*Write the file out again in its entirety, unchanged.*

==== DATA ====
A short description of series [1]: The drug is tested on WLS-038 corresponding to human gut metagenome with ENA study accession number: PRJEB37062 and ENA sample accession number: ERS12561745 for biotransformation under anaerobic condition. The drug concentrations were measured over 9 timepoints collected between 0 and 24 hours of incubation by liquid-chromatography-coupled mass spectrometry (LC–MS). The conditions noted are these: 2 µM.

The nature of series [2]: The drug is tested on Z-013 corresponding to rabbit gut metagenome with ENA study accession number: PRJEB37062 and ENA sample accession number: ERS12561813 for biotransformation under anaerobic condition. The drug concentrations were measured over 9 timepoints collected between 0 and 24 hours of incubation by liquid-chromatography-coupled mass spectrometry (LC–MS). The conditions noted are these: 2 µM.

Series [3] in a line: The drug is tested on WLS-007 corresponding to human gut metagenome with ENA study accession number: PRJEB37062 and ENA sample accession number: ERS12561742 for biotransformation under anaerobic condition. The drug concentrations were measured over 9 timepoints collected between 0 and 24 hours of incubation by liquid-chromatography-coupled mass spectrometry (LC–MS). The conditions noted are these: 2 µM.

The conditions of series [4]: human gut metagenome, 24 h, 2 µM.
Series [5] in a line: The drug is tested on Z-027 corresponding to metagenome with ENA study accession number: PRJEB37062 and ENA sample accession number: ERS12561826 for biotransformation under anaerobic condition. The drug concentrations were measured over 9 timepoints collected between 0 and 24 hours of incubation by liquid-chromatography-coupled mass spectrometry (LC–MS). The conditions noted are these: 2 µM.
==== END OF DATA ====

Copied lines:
A short description of series [1]: The drug is tested on WLS-038 corresponding to human gut metagenome with ENA study accession number: PRJEB37062 and ENA sample accession number: ERS12561745 for biotransformation under anaerobic condition. The drug concentrations were measured over 9 timepoints collected between 0 and 24 hours of incubation by liquid-chromatography-coupled mass spectrometry (LC–MS). The conditions noted are these: 2 µM.

The nature of series [2]: The drug is tested on Z-013 corresponding to rabbit gut metagenome with ENA study accession number: PRJEB37062 and ENA sample accession number: ERS12561813 for biotransformation under anaerobic condition. The drug concentrations were measured over 9 timepoints collected between 0 and 24 hours of incubation by liquid-chromatography-coupled mass spectrometry (LC–MS). The conditions noted are these: 2 µM.

Series [3] in a line: The drug is tested on WLS-007 corresponding to human gut metagenome with ENA study accession number: PRJEB37062 and ENA sample accession number: ERS12561742 for biotransformation under anaerobic condition. The drug concentrations were measured over 9 timepoints collected between 0 and 24 hours of incubation by liquid-chromatography-coupled mass spectrometry (LC–MS). The conditions noted are these: 2 µM.

The conditions of series [4]: human gut metagenome, 24 h, 2 µM.
Series [5] in a line: The drug is tested on Z-027 corresponding to metagenome with ENA study accession number: PRJEB37062 and ENA sample accession number: ERS12561826 for biotransformation under anaerobic condition. The drug concentrations were measured over 9 timepoints collected between 0 and 24 hours of incubation by liquid-chromatography-coupled mass spectrometry (LC–MS). The conditions noted are these: 2 µM.